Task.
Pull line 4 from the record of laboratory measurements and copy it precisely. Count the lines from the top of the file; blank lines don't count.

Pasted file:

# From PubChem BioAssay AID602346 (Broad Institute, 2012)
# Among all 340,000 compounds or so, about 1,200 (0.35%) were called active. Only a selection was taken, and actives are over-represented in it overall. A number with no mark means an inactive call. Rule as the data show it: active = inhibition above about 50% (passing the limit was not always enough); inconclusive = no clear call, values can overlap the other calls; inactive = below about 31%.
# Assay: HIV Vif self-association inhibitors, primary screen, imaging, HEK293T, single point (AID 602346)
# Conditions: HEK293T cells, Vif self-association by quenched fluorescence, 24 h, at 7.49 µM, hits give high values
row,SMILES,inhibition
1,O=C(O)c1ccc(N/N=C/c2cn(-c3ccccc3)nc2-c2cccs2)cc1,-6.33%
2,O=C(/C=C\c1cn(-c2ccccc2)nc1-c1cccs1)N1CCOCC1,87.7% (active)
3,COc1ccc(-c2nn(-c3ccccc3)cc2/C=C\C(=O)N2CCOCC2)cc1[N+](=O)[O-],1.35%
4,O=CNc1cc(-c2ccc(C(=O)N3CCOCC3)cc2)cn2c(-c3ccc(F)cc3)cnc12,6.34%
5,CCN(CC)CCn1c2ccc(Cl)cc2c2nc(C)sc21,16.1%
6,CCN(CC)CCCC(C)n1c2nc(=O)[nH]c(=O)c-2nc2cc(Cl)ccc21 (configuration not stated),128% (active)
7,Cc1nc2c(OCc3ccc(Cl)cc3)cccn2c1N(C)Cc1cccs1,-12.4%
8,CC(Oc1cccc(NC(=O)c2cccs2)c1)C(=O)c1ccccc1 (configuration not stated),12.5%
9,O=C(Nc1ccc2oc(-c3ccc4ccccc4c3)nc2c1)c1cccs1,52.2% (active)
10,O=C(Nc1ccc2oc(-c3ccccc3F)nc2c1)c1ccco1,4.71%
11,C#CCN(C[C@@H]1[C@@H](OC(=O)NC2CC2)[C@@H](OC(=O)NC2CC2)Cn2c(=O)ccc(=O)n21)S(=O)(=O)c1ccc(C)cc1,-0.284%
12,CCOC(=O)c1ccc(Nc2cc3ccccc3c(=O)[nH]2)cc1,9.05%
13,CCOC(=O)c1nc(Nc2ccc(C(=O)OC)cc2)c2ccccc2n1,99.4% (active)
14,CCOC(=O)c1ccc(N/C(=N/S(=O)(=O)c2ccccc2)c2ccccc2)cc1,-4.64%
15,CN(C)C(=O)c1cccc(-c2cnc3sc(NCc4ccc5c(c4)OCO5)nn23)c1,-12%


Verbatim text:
# Conditions: HEK293T cells, Vif self-association by quenched fluorescence, 24 h, at 7.49 µM, hits give high values